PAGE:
Hendry has said that he would like to get another good starting pitcher (always in short supply) and in my opinion, the Cubs need a quality starting shortstop. I don't think most teams would be willing to give the Cubs what they need for Walker alone. He might work as part of a package deal, but most teams would likely be more interested in the Cubs' pitching prospects than in Walker, who will turn 33 this year.

On the other hand, the Cubs are fairly well set up to replace Walker at second if he goes elsewhere. Jerry Hairston is listed on the depth chart for the Cubs as a left fielder, but second base is his natural position. There is also a chance that if Walker departs, either Neifi Perez or Ronny Cedeno could play second (whichever one doesn't play shotr). I don't like this option, but it is an option nonetheless.

If it is true that the Cubs want to trade Todd Walker, it seems like it is for personal reasons more so than for what Walker can bring in a trade. What those reasons might be are a mystery to me.

Wednesday, January 04, 2006

Is Miggy Coming to Chi-Town?

Rumors are swirling that Orioles SS Miguel Tejada, who demanded a trade a few weeks ago, may be coming to the Windy City. This may be correct, but he may be surfacing on the Southside instead of at Wrigley.

Rumors have it that the Orioles wanted Mark Prior (among others) in exchange for Tejada and that Cubs GM Jim Hendry was considering the deal. In the meantime, the Red Sox jumped into the fray and reportedly offered Manny Ramirez and Matt Clement for Tejada. I find it hard to believe that Boston would trade ManRam within the division, but that's what has been reported. It now apears that deal has faded away, but the Cubs deal remains alive.

Now comes word from that the White Sox have made two different offers to the Orioles to snag Tejada. The offers are two variations that involve Jose Contreras, Juan Uribe, Ryan Sweeney and Alex Woodson.

I find it surprising that Baltimore would be interested in this deal if the rumors are true that the Cubs would be willing to offer Mark Prior, Neifi Perez or Ronny Cedeno, and one or two pitching prospects. Prior is far superior to Contreras in both age and ability. Uribe is only slightly better than Perez, and Cedeno has the potential to be much better than both. In addition, the Cubs prospect would likely be Rich Hill, Angel Guzman, Jerome Williams or some combination of these three, all as good or better than Alex Woodson. Why would Baltimore be more interested in the White Sox deal than they are in dealing with the Cubs? If Baltimore is smart (which no one is claiming), they would be much better off dealing with the Cubs.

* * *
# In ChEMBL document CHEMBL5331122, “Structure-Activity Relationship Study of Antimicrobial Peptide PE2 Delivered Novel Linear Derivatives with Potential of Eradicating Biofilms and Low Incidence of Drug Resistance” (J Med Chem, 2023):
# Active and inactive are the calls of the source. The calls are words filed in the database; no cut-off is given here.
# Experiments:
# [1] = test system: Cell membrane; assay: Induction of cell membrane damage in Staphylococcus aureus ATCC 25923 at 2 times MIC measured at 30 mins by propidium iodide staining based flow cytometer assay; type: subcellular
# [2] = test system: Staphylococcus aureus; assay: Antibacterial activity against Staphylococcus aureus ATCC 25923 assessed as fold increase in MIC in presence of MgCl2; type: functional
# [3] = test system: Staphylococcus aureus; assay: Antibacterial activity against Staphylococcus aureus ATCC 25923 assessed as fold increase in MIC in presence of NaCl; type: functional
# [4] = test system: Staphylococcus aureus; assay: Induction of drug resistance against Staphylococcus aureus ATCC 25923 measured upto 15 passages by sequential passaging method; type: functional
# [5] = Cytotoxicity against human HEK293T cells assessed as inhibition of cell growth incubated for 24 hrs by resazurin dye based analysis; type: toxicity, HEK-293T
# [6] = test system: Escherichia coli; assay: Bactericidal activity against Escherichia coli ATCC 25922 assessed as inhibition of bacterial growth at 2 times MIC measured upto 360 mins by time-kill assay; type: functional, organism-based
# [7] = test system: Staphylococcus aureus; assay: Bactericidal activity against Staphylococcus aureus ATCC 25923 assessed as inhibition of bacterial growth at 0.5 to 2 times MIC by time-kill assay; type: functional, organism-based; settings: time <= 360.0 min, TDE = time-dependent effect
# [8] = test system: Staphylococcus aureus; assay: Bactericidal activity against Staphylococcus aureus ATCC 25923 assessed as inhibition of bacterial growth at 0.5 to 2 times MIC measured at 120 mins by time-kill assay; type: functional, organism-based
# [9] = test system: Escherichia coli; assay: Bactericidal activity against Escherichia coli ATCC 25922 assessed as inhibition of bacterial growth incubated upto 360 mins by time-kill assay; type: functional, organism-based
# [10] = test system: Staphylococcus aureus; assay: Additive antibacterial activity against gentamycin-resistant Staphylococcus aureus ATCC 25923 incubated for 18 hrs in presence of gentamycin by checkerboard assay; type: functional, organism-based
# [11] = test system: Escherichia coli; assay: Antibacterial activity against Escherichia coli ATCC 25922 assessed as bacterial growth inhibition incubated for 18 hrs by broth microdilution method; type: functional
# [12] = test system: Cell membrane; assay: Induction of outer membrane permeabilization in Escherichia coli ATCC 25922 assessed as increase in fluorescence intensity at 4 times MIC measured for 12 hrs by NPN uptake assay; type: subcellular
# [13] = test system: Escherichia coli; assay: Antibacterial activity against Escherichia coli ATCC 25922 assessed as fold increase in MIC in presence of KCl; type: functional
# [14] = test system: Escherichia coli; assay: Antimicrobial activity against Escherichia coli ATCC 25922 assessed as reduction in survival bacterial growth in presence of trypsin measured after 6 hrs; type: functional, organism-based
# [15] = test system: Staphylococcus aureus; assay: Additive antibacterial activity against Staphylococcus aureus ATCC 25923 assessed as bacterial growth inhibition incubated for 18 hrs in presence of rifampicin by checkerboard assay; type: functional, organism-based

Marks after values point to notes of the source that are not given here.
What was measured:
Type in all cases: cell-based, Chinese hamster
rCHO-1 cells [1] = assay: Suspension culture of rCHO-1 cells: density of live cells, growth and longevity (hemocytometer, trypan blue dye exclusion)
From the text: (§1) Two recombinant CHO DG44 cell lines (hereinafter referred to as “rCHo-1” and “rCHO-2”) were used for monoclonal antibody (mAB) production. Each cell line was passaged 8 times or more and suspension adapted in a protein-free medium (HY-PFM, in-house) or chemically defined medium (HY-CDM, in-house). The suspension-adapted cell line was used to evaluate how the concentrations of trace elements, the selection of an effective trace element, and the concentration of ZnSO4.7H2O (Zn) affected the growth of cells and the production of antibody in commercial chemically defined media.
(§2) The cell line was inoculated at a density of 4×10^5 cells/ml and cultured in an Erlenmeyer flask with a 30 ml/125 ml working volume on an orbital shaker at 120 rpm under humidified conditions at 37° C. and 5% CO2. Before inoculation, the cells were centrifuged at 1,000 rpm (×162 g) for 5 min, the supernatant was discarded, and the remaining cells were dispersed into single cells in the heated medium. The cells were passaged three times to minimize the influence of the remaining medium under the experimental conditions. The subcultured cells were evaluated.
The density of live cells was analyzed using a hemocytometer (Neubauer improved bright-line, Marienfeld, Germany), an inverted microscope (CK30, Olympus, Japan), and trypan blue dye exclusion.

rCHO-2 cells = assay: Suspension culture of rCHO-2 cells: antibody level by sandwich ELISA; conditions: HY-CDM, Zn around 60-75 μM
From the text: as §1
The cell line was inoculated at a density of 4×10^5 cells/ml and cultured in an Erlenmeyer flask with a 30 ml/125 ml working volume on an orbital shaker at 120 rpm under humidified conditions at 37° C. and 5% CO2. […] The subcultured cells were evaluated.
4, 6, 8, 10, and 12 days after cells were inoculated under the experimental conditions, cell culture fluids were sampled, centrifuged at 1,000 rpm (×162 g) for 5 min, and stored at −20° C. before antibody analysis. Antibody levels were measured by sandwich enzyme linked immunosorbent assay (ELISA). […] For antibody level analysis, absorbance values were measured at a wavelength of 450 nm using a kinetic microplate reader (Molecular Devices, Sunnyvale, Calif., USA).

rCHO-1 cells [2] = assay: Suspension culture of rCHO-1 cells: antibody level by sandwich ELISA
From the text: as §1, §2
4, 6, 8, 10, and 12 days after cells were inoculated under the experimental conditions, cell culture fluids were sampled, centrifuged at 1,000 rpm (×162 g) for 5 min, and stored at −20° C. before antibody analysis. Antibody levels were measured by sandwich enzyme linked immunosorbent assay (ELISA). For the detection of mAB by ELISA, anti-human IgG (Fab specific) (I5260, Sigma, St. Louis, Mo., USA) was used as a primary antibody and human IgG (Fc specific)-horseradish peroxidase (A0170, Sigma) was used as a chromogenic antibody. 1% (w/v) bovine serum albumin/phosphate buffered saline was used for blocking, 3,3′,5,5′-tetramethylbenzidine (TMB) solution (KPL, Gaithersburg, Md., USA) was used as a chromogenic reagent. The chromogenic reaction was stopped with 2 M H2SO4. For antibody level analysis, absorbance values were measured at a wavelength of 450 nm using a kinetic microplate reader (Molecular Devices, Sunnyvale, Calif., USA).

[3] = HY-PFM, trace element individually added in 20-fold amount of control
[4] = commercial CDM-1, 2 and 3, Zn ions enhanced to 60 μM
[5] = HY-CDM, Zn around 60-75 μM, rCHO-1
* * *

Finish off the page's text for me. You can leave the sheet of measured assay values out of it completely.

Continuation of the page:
In fact, let me take this one step further. If Baltimore is smart, they won't trade Tejada at all. He is one of the best shortstops in the bigs and considering what Rafael Furcal just signed for, Tejada's contract is not as ridiculous as it once was. I know he demanded a trade, but it seems like something could be worked out short of giving in to his demand.

Supposedly, the "Tejada situation" will be resolved one way or another by the end of the week. As a Cubs fan, I would love to see Tejada anchoring the middle infield at Wrigley for years to come. As a realist, I wouldn't be suprised for Tejada to be the shortstop in Baltimore in 2006 and beyond.

Tuesday, January 03, 2006

Ojeda, Can You See?

The Cubs picked up three veteran players today and offered them minor league contracts. The most notable of the signings was Marquis Grissom, who spent the past three seasons with San Francisco. If Grissom is too old to play on a Giants team who's average age is 59, I'm not sure what he's going to do for the Cubs.

If there's still some life left in Grissom's bat, he could be a valuable bench player. My hope is that Dusty doesn't fall in love with Grissom for what he has done in the past, as Dusty is wont to do. If he does, Marquis Grissom may end up being the starting left fielder for the Cubs in 2006

The Cubs also picked up Mike Restovich, a former Twins outfield prospect who played sparingly in 2005 for the Pirates and Rockies. Restovich was once highly touted, but never really blossomed into the player the Twins hoped he would be.

The final veteran to be signed to a minor league contract was SS Augie Ojeda. Ojeda, a former Cubs utility player, spent 2004 with the Twins.

Ojeda has never been a superstar, yet I always liked him. He spent four years with the Cubs (2000-2003)and always seemed to be the kind of guy who came to play, even though he knew he probably wasn't going to play.

My irrational emotions aside, Ojeda never was much of a hitter. His best year with the Cubs was in 2000 when he hit .221 in 77 at-bats. So does it make sense to just write-off Ojeda? Not so fast, my friend. Maybe there's more to Augie Ojeda than meets the eye.

In 2004 with the Minnesota Twins, Ojeda hit .339 in 59 at-bats. His on-base percentage was .429 and his slugging percentage soared to a career high of .458. So maybe Ojeda is the type of player the Cubs need hitting second behind Juan Pierre. Well, I seriously doubt it.

Following his stellar season, or rather 59 at-bats, Ojeda went missing from the radar. I can't find any stats for him in the major or minor leagues in 2005. From what I can tell, Augie was working at Home Depot last year.

So chances are, Augie Ojeda isn't going to be playing much for the Cubs in 2006, at least not at the major league level. Even so, good luck, Augie. It would be great to see you contribute to the Cubs in 2006.